Experts are still analyzing the site: it’s a very long, careful process. But they think it might have been built by the Zapotecs. They are a Mesoamerican culture that populated modern-day Puebla in Mexico, originating there about 2,500 years ago. Zapotecs are also known as the “Cloud People” because the leaders believed that they descended from supernatural beings who lived in the clouds. After they died, they believed they would return to the clouds to be with their supernatural ancestors. Experts say the leaders’ homes would have been located at the top of the mountain, close to where the monuments were found, and closest to the clouds.

Writing contest winners

We have a winner! No, we have three winners! When we debuted the new web site back in June, we included a free coronavirus writing challenge. It was a five-day course and it’s part of all membership levels at Plain English, including the free level. And the end of the course, you have the chance to produce your own written essay about your experience with the coronavirus.

I said that anyone who finished by June 30 would have the chance to win some prizes, so we have three winners. They are, in third place, Cristian from Italy; in second place, Arwa from the United Arab Emirates; and in first place, Camila from Brazil.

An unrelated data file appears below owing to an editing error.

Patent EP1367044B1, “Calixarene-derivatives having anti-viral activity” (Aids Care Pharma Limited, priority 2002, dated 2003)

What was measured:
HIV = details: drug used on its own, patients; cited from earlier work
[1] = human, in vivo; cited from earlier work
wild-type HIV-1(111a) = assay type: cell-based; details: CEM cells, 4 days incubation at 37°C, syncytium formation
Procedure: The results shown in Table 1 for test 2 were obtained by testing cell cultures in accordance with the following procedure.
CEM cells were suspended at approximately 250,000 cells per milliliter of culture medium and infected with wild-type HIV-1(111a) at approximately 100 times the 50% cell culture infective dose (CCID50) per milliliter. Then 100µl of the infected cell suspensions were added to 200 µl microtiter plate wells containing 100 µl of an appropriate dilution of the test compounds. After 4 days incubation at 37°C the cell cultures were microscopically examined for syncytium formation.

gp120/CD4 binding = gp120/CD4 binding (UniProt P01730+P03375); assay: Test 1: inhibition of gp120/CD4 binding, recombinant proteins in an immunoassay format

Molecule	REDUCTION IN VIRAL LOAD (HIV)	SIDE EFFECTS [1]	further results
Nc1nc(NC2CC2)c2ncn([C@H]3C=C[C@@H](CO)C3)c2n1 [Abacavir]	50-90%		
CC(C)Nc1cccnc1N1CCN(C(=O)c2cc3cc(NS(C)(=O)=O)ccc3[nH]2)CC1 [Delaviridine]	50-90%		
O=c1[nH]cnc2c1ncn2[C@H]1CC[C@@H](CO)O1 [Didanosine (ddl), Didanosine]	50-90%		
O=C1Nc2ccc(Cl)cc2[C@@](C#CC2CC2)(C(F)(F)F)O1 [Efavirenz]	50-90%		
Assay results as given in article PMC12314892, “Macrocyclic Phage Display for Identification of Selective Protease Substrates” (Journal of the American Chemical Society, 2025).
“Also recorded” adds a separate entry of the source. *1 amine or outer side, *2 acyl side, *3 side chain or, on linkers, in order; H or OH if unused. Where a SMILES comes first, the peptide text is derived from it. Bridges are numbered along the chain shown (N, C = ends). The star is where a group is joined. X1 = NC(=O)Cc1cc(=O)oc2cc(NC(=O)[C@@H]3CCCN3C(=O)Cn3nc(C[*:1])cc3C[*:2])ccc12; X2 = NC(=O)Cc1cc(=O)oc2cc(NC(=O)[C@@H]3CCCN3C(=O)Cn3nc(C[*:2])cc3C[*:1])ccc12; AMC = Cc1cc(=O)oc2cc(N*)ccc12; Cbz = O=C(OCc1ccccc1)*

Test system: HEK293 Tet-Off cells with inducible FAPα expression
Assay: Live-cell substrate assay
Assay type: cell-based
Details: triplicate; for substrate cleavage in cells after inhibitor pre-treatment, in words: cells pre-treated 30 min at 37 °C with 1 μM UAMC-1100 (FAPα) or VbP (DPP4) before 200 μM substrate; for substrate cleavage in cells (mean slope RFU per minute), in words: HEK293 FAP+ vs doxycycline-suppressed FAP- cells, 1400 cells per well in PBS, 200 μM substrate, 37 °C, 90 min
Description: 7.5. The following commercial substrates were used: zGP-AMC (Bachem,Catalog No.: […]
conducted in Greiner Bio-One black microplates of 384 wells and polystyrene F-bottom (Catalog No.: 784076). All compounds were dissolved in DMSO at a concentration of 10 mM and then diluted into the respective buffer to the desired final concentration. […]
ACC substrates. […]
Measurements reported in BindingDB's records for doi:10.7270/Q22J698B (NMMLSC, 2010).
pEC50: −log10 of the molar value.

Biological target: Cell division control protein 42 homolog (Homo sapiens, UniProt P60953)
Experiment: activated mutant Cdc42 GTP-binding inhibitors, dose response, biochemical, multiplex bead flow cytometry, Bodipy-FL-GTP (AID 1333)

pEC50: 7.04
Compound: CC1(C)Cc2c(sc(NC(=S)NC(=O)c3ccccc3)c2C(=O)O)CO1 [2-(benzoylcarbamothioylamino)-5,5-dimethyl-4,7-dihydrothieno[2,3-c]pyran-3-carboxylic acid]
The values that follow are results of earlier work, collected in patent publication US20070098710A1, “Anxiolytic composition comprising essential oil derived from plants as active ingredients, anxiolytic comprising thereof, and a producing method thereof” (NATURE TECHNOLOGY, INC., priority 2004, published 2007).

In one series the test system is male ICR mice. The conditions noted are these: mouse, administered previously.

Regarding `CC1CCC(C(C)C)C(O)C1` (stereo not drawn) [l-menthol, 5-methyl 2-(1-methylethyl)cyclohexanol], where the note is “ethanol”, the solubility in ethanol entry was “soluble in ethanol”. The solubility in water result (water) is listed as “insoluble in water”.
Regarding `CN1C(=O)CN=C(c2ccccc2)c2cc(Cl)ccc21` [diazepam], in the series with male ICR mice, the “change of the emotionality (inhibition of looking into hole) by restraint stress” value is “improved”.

Now look, there were a lot of submissions, and I read them all. And they were honestly all great. Dozens of you finished that course and produced a final description of your experience with the virus. As I was reading these, I had this sinking feeling in my stomach when I realized I could only pick three winners. It was hard, but I did it. Congratulations to all of you who finished the course. But big congratulations to Cristian, Arwa, and Camila.

For their efforts, Arwa and Cristian will receive a free Kindle e-book of their choice. And I have offered to work directly with Camila to help her even more on the final product. So three winners, three prizes.

The writing course is still open. You do have to be a member, though, and it’s included in the free membership . If you’re not yet a member, you can join right from the home page at PlainEnglish.com. If you are a member, you can see a link to the course on your dashboard.

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Expression: Piece together